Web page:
October 14, 1979– Harvey Milk dreamed of a gay march on the Nation’s Capital & spoke of it many times before he was murdered in 1978. He believed that gay visibility would lead to the end of discrimination. Inspired by Milk, the first march was held on this day in 1979.
The man who would become my husband & I had just started our romance in October, 1979 & we were cautious of being “too out”. A Democrat in the White House, demands for sweeping civil rights protections, religious opponents working to undo a string of state based victories; this was the backdrop in 1979 when gay rights activists staged the first national march in Washington.
The National March On Washington For Lesbian & Gay Rights was the name given to first such march on the nation’s capital. It drew close to 200,000 gay men, lesbians, bisexuals, transgender people, & straight allies to demand equal civil rights & urge the passage of protective civil rights legislation.
The march served to nationalize the gay movement, which before, had been focused on local struggles. This spirit is invoked in the closing paragraph of the program for the march:
“Today in the capital of America, we are all here, the almost liberated & the slightly repressed; the butch, & femme & everything in-between; the androgynous; the monogamous & the promiscuous; the masturbators & the fellators & the tribadists; men in dresses & women in neckties; those who bite & those who cuddle, celibates, diesel dykes & nelly queens; amazons & size queens, Yellow, Black, Brown, White, & Red; the short-haired & the long, the fat & the thin; the nude & the prude, the beauties & the beasts, the studs & the duds, the communes, the couples, & the singles; pubescent & the octogenarians. Yes, we are all here! We are everywhere! Welcome to The March On Washington For Lesbian & Gay Rights!”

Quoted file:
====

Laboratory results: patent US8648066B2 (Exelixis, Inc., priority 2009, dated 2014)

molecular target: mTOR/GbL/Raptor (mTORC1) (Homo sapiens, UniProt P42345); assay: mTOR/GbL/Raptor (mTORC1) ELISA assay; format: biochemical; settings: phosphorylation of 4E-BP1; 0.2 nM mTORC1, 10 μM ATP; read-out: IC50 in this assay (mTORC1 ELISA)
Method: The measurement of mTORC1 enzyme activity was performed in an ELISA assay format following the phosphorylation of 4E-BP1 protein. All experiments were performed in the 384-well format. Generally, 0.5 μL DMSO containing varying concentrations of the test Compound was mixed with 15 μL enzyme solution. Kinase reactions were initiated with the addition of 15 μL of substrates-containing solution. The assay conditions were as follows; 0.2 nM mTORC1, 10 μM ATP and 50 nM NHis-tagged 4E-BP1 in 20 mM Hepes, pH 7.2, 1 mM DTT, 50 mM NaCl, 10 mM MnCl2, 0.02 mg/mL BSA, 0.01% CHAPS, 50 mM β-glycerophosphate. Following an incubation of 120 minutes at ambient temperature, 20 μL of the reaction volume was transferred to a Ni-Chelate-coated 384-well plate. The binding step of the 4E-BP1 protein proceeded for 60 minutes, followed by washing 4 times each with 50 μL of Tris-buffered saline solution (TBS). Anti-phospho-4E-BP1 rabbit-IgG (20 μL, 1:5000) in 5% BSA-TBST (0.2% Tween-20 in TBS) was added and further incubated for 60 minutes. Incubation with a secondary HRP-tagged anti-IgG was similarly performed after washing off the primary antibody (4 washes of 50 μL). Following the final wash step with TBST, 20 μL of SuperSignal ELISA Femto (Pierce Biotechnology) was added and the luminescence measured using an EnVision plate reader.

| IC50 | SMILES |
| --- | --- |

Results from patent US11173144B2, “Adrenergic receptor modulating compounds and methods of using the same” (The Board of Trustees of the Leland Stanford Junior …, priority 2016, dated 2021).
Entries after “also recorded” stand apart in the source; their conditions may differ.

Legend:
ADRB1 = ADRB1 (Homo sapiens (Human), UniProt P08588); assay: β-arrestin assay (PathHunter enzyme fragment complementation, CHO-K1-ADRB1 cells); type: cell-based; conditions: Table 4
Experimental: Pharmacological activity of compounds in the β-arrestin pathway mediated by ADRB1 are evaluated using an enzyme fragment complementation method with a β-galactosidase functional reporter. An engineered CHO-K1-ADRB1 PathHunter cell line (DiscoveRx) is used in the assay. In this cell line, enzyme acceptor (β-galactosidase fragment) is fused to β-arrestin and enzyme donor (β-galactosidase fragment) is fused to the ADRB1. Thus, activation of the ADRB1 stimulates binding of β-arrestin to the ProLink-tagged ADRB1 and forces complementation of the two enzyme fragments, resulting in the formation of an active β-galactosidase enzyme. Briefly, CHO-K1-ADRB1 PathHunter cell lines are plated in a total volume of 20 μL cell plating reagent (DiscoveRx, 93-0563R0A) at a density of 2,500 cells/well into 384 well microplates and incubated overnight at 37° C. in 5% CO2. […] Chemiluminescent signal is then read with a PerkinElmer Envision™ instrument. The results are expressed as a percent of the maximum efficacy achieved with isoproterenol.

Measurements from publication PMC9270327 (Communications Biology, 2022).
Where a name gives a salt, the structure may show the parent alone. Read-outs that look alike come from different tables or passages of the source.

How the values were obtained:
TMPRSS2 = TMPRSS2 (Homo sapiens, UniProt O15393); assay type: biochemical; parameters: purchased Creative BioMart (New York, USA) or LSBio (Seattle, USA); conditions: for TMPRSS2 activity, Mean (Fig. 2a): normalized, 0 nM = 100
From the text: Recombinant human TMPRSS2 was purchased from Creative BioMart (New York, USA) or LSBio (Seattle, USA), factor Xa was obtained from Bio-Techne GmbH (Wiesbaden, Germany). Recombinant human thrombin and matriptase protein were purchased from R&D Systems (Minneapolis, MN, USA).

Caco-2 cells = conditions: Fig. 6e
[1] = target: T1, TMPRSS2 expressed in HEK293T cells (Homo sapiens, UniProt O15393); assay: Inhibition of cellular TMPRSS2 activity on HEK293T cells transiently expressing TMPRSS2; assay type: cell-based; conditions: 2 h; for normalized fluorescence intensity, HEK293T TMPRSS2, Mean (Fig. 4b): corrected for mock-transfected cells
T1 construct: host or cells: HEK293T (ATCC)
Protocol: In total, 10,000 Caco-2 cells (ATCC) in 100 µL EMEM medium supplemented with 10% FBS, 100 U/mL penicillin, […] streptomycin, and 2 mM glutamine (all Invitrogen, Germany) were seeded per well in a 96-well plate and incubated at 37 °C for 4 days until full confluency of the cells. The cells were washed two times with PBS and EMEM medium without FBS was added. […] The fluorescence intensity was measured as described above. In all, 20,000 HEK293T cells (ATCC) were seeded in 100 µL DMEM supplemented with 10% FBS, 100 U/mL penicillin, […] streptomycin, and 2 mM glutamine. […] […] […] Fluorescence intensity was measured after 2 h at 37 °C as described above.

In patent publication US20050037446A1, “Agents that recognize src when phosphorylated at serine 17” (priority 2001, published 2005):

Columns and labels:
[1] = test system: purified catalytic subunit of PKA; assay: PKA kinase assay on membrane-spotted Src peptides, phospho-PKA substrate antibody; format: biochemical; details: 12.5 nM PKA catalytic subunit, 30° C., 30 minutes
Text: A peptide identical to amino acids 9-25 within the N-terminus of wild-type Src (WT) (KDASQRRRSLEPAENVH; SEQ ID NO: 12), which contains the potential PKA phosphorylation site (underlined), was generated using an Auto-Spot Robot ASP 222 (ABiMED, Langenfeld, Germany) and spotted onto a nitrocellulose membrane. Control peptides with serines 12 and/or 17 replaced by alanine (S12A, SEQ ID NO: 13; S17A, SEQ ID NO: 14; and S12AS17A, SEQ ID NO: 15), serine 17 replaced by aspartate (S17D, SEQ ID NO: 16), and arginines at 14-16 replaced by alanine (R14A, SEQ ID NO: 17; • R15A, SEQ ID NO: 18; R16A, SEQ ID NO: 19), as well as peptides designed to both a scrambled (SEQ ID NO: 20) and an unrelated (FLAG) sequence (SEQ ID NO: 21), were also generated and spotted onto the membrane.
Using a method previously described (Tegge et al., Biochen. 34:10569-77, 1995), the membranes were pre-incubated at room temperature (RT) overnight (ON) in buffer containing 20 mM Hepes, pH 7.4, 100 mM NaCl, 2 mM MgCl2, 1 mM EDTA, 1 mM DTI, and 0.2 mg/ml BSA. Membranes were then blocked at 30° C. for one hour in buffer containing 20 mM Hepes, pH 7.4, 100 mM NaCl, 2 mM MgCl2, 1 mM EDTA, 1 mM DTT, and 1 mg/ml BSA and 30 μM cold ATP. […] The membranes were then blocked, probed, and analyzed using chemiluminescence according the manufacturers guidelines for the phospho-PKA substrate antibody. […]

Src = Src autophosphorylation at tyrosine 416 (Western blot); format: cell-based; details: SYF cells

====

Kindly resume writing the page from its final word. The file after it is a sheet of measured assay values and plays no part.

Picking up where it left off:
The march began at the National Mall, turned left onto Pennsylvania Avenue, proceeded northwest towards The White House & ended in a rally between The Washington Monument & Reflecting Pool. It was led by the Salsa Soul Sisters, who carried the official march banner. Speakers at the main rally included: Harry Britt, Allen Ginsberg & his boyfriend Peter Orlovsky, Flo Kennedy, Morris Knight, Audre Lorde, Leonard Matlovich, Kate Millett, Reverend Troy Perry, Eleanor Smeal, & Congressman Ted Weiss. DC Mayor Marion Barry gave a welcome to the marchers on behalf of the city.
In addition to the march itself, the organizers offered 3 days of workshops, artistic events, strategy sessions, focus groups on specific issues of women & minorities within the LGBT community, consciousness raising, local organization, religion & other issues. The Monday after the march was organized as a Constituent Lobbying Day where over 500 participants attempted to contact every member of Congress to express support for gay rights legislation. The participants successfully met with 50 senators & 150 house members.
36 years later, with work still to be done, the country has full Marriage Equality, Out & Proud celebrities, & World Of Wonder’s always entertaining RuPaul’s Drag Race.